An Introduction to Muck Diving – Getting Down and Dirty

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mantis-shrimp

Less than 30% of our planet is made up of land so as divers we are extremely privileged to be able to explore some of the other 70%. Not all of our oceans are bordered by coral reefs however, with some excellent diving and stunning marine life able to be found in areas where you would least expect it. Let’s talk “Muck Diving”.

What is “muck diving” and why should you try it? 

The term “muck” diving actually takes its name from the sediment that lies on the bottom of many dive sites. This sediment can be a mixture of sand, silt and unfortunate natural debris such as dead corals or coral rubble.

For most muck diving aficionados they will still remember their first experience of muck diving – and for good reasons. As divers we learn about healthy reef systems and how beautiful they can be. This is what many divers spend their spare time and (often quite considerable) finances globetrotting around the world in search of. Did you know that sand and silt and yes, muck – can be just as beautiful?

Muck diving is something every seasoned diver NEEDS to try, especially those into macro-photography. Careful though, it can be highly addictive!

painted-frogfish

Compared to reef diving where you can look around and admire the whole reef scene, muck diving takes a more focused approach. With a lack of what we traditionally believe to be an aesthetically pleasing reef view, you have to focus very closely on the bottom searching for anything that looks like it doesn’t quite belong. Don’t just swim over that “leaf” – at a muck diving site it could easily be a cockatoo waspfish! Look at everything but not just by giving it a cursory glance, study everything and look out for features such as distinguishable fins or eyes.

Although the critters at muck diving sites are perfectly at home on the exposed bare sands, they often still seek shelter from currents and places to hide from predators. With limited options this means that any foreign matter on the sand is a potential beehive of activity.  Once you have spotted a potential “hotspot” (such as items of debris), approach slowly to observe and closely inspect it!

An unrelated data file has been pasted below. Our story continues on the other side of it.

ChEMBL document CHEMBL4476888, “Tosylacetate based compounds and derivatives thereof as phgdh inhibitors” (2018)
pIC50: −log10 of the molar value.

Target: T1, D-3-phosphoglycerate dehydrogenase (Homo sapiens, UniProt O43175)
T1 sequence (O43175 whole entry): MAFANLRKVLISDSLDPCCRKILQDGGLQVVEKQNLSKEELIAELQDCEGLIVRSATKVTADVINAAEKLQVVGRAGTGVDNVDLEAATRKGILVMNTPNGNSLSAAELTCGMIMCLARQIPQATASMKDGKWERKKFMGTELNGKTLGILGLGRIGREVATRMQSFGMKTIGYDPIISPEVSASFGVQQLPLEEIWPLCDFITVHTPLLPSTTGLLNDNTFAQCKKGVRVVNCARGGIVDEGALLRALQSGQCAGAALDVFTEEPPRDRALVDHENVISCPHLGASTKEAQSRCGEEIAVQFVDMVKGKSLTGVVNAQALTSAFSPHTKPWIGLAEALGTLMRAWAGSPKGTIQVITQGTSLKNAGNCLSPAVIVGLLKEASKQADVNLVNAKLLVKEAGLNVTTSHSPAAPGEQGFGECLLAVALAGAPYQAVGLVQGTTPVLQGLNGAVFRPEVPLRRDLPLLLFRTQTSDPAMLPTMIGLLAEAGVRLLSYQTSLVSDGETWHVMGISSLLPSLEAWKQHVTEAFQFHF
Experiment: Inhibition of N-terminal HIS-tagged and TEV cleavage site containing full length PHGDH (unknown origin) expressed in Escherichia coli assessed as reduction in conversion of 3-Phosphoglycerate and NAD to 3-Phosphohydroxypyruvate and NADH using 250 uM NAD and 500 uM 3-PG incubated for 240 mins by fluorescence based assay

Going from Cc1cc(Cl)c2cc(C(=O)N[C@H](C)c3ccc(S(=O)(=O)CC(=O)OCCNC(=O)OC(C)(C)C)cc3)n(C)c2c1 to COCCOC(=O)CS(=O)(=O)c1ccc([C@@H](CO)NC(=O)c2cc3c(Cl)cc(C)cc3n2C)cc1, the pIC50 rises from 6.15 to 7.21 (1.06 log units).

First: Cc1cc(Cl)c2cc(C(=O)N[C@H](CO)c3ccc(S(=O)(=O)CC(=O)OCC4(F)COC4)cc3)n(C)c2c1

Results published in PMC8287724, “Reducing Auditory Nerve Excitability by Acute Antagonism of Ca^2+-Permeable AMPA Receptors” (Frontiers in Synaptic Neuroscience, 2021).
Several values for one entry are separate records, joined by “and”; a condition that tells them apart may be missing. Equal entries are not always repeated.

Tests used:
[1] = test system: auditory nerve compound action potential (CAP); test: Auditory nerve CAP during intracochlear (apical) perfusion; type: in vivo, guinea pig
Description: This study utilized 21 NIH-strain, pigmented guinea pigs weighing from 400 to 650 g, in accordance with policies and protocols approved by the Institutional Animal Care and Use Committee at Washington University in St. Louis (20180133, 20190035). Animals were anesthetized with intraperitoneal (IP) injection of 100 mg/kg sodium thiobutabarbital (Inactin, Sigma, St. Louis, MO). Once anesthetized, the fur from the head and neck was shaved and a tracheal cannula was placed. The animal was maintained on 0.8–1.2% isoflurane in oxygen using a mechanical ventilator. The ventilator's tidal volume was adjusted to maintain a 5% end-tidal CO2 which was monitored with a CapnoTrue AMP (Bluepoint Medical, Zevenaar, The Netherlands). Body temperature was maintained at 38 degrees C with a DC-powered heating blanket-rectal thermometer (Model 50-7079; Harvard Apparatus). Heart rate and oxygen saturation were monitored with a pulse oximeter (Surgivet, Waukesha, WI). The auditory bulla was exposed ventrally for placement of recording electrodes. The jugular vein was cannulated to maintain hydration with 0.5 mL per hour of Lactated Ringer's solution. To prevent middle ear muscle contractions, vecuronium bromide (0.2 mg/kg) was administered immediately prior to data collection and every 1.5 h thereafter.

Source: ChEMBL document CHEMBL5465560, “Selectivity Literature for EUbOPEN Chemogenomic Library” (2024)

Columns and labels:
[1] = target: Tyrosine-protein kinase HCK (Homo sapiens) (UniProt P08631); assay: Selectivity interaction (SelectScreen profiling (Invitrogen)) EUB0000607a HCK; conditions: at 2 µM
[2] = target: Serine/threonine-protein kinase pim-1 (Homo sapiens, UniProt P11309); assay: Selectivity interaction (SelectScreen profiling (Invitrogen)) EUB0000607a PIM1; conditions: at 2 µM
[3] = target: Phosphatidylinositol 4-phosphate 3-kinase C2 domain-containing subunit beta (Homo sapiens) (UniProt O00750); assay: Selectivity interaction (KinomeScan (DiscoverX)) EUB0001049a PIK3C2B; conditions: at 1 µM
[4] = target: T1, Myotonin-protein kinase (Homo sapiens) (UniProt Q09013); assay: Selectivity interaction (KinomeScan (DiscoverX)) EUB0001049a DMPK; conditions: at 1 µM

Muck diving tip! Remember that you see what you expect to see, so if you are looking at some tangled rope, without really studying it you will see only tangled rope and miss the ornate ghost pipefish that is hovering alongside it! Take your time and carefully focus on each object. Look underneath things – numerous cleaner shrimp and commensal shrimp species hide in the shady areas around the base of rocks and tree branches.

The most important thing to bear in mind though is caution. Because some critters are so well camouflaged it can be very easy to accidentally brush up against them.

nudibranch

Your buoyancy is very important when muck diving

Remember to maintain excellent control of your buoyancy at all times. Silt is VERY easily disturbed and a careless fin kick can result in a silt cloud which limits visibility and takes a longer time than sand particles to settle. When finning, kick slowly – remember this is not a race and you need time to find things. Use a froggie-style technique keeping your fins raised behind you. Every now and then take a look back to make sure that you are not leaving a wake of silt cloud behind you!

The PADI Peak Performance Buoyancy Specialty course will help you to perfect your buoyancy skills.

What marine life might you see?

As your eyes start to adapt you’ll be amazed at what rare species you see, amongst some of the most unique and interesting critters are such gems as blue ring octopus, numerous species of pipefish and ghost pipefish, frogfish, stingrays, a huge range of some of the weirdest and most interesting nudibranch, scorpion and lionfish, moray eels, devilfish, stonefish, mandarin fish and this is just to name but a few! What you may also find (depending on where you are diving) is that the number of crustacean species you see on each dive far outweighs the number of fish. Commensal shrimps and cleaner shrimps are hardy species and can be found almost anywhere where there is marine life. Other sought after crustaceans that you should be on the lookout for include mantis shrimps – both smashers and spearers, harlequin shrimp, marble shrimp, squat lobsters (especially around the base of anemones), upside down jelly fish crabs (yes, they really do exist!) and many different types of hermit crabs.

wonderpus-octopus

Where to Muck Dive?

Indonesia is on the top of most divers’ muck diving lists. In particular, the Lembeh Strait – known as the “Critter Capital of the World” due to its high density of weird and wonderful marine life. Other destinations in Indonesia include Ambon Bay and the East and North Coasts of Bali.

Other famous spots in Asia for muck diving include Anilao and Dumaguette in the Philippines, Mabul and Kapalai Islands in Borneo as well as Milne Bay in Papua New Guinea.

Whilst what is referred to as the “best” muck diving tends to be in Asia, there are other great destinations around including California, the Caribbean, Hawaii, Gulen in Norway and Nelson Bay in Australia.

Contact your nearest PADI Dive Centre via the PADI Dive Shop Locator to see what muck options are on offer!